3. Wow! Great interview! Thanks Brigid and Robin!

    Brigid, your series sounds really interesting! Looking forward to reading it!

  4. Great interview! Thanks for the advice and encouragement Brigid -- it's very welcome. I really appreciate the scenario versus 'plot/what a character wants' approach. I have gotten stuck in scenario spinning without heading towards a real finish line. You remind me that I have to and can fix it.

    Congratulations and good luck with the series! I look forward to reading it.

  5. Great interview. Thanks for sharing. I think this series is one to find and read!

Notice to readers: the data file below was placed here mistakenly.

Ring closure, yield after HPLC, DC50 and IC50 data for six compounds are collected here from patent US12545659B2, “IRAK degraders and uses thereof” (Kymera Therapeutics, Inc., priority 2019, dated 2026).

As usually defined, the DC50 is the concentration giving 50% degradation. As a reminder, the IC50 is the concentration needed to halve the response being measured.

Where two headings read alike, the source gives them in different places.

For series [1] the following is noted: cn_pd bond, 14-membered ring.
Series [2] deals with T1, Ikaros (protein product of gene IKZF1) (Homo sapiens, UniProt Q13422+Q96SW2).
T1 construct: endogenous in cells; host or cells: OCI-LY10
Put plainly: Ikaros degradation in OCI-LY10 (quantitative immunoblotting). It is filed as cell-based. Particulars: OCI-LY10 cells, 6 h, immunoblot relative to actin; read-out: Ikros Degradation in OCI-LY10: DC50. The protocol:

Linda A.

  6. I've re-read this post a few times because this interview is so helpful and encouraging. I love the 'overnight success' quote!
    It is always useful for me to understand other writer's work process, including word count goals, agenting, and the dedication required in managing writing and other responsibilities.
    I also appreciate your honesty, Brigid, in sharing your cringing realization about the quality of early efforts. It's so true! Critique groups are a must.

    Thanks again and wishing you the best of luck with the series.

  7. Also loved the social media advice -- how published authors have to deal with a different following on social media. The Onion has a great piece right now about how no one is eligible to run for President in 2040 because of what they are putting on Facebook today. You never know who is reading about you online!